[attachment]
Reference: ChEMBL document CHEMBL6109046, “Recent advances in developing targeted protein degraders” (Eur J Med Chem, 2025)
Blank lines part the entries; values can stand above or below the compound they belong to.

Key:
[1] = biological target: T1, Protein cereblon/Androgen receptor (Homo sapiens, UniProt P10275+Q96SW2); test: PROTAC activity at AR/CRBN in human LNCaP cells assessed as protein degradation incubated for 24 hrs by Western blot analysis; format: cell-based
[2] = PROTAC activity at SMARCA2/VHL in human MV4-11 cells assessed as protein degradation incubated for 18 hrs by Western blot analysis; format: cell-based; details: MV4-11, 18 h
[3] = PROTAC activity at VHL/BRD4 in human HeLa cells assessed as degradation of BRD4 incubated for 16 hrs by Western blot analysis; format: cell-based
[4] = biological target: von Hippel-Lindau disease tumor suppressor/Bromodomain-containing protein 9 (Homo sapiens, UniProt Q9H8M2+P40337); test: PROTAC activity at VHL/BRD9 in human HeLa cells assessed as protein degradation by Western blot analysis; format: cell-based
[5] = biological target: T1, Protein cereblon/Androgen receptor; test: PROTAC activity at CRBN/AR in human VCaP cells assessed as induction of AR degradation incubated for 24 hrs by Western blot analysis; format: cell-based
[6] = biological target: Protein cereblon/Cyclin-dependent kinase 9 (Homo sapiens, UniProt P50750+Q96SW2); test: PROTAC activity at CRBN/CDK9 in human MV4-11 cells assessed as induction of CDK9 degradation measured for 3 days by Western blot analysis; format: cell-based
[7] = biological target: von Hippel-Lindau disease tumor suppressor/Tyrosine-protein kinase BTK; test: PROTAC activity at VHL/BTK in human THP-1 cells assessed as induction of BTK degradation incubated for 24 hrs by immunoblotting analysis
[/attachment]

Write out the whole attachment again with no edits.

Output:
Reference: ChEMBL document CHEMBL6109046, “Recent advances in developing targeted protein degraders” (Eur J Med Chem, 2025)
Blank lines part the entries; values can stand above or below the compound they belong to.

Key:
[1] = biological target: T1, Protein cereblon/Androgen receptor (Homo sapiens, UniProt P10275+Q96SW2); test: PROTAC activity at AR/CRBN in human LNCaP cells assessed as protein degradation incubated for 24 hrs by Western blot analysis; format: cell-based
[2] = PROTAC activity at SMARCA2/VHL in human MV4-11 cells assessed as protein degradation incubated for 18 hrs by Western blot analysis; format: cell-based; details: MV4-11, 18 h
[3] = PROTAC activity at VHL/BRD4 in human HeLa cells assessed as degradation of BRD4 incubated for 16 hrs by Western blot analysis; format: cell-based
[4] = biological target: von Hippel-Lindau disease tumor suppressor/Bromodomain-containing protein 9 (Homo sapiens, UniProt Q9H8M2+P40337); test: PROTAC activity at VHL/BRD9 in human HeLa cells assessed as protein degradation by Western blot analysis; format: cell-based
[5] = biological target: T1, Protein cereblon/Androgen receptor; test: PROTAC activity at CRBN/AR in human VCaP cells assessed as induction of AR degradation incubated for 24 hrs by Western blot analysis; format: cell-based
[6] = biological target: Protein cereblon/Cyclin-dependent kinase 9 (Homo sapiens, UniProt P50750+Q96SW2); test: PROTAC activity at CRBN/CDK9 in human MV4-11 cells assessed as induction of CDK9 degradation measured for 3 days by Western blot analysis; format: cell-based
[7] = biological target: von Hippel-Lindau disease tumor suppressor/Tyrosine-protein kinase BTK; test: PROTAC activity at VHL/BTK in human THP-1 cells assessed as induction of BTK degradation incubated for 24 hrs by immunoblotting analysis